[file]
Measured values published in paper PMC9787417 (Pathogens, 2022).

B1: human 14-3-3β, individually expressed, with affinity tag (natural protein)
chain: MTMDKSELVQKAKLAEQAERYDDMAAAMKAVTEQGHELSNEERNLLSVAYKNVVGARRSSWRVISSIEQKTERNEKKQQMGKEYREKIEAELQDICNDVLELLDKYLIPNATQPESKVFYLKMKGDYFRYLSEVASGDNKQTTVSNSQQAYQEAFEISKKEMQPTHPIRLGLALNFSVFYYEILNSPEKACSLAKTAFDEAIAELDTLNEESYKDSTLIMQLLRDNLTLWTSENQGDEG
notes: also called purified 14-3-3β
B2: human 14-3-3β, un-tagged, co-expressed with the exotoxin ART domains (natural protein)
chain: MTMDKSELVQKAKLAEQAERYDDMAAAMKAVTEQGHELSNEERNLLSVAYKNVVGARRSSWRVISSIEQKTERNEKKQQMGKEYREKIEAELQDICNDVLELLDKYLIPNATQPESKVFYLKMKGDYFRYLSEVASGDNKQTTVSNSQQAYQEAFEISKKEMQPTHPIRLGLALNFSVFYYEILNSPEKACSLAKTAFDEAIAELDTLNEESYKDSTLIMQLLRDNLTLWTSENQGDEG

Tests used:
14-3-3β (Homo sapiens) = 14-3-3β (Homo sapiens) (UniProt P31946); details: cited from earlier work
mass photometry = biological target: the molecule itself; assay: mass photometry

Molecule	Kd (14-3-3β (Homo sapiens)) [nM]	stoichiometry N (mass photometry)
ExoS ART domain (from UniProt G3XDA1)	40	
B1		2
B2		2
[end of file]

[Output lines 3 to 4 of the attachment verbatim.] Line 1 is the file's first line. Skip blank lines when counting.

chain: MTMDKSELVQKAKLAEQAERYDDMAAAMKAVTEQGHELSNEERNLLSVAYKNVVGARRSSWRVISSIEQKTERNEKKQQMGKEYREKIEAELQDICNDVLELLDKYLIPNATQPESKVFYLKMKGDYFRYLSEVASGDNKQTTVSNSQQAYQEAFEISKKEMQPTHPIRLGLALNFSVFYYEILNSPEKACSLAKTAFDEAIAELDTLNEESYKDSTLIMQLLRDNLTLWTSENQGDEG
notes: also called purified 14-3-3β